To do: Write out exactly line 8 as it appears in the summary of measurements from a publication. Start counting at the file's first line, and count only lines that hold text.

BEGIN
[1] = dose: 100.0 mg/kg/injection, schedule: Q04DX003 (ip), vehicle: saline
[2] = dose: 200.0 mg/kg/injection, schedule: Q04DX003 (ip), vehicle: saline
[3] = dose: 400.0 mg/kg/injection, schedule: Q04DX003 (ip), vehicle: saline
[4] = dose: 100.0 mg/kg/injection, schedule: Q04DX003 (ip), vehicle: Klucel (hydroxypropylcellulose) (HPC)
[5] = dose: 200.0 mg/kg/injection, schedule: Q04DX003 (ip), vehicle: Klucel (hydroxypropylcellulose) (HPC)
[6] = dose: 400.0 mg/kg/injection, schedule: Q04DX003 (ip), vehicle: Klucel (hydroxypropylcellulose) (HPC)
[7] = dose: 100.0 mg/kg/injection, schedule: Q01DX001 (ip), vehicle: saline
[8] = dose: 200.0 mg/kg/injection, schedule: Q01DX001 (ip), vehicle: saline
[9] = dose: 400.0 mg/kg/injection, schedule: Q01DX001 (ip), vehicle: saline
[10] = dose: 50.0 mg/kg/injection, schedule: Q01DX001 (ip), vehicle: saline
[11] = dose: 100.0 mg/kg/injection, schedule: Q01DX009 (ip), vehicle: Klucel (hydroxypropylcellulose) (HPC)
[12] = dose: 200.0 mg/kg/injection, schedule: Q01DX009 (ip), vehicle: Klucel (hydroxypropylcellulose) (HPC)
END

[8] = dose: 200.0 mg/kg/injection, schedule: Q01DX001 (ip), vehicle: saline